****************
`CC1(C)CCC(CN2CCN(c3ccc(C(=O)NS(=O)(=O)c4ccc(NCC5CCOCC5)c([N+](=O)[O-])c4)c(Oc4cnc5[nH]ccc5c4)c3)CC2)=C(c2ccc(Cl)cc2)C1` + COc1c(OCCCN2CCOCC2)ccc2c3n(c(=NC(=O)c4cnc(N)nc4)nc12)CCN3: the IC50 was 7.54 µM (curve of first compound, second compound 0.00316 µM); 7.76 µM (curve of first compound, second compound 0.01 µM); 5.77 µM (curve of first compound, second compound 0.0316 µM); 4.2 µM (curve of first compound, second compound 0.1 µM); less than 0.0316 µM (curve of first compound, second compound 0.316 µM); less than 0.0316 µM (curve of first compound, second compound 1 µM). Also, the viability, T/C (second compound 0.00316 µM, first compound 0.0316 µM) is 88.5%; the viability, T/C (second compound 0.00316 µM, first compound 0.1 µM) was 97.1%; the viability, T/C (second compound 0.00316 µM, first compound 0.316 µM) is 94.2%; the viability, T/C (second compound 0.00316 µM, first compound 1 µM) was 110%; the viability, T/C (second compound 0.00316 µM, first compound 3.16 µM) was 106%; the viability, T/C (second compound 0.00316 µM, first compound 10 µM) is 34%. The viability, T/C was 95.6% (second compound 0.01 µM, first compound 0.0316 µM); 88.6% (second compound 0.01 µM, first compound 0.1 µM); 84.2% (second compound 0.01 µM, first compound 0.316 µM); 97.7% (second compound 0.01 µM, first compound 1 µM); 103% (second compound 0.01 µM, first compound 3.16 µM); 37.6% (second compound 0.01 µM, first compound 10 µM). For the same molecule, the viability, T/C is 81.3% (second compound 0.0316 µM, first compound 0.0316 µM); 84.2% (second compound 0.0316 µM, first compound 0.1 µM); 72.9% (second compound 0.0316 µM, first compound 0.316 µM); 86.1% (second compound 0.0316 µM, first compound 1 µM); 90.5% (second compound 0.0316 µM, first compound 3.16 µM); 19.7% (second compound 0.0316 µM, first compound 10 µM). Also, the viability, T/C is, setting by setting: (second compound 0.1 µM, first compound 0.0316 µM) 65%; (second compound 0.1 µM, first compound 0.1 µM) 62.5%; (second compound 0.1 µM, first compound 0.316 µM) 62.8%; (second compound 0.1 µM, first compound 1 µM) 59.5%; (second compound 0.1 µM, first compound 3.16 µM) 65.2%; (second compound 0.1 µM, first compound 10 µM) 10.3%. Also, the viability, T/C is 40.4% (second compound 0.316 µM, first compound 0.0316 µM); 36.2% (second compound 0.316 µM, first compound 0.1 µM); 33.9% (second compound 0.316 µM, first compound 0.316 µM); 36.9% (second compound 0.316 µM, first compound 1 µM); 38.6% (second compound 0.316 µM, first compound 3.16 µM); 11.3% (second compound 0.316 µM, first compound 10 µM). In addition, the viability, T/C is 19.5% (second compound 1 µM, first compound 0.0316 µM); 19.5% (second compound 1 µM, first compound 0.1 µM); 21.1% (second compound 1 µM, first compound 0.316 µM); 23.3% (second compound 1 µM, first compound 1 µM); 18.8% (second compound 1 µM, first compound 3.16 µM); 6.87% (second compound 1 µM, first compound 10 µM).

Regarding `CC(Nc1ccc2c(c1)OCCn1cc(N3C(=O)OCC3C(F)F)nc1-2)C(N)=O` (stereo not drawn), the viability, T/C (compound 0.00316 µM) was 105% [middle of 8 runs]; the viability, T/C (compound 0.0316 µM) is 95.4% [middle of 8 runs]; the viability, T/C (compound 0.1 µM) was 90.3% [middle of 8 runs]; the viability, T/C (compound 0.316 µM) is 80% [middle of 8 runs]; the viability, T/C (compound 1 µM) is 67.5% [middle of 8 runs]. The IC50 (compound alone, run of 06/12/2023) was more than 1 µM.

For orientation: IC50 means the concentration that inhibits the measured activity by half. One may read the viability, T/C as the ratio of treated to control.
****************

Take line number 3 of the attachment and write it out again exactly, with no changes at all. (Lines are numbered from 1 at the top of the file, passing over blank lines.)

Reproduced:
For orientation: IC50 means the concentration that inhibits the measured activity by half. One may read the viability, T/C as the ratio of treated to control.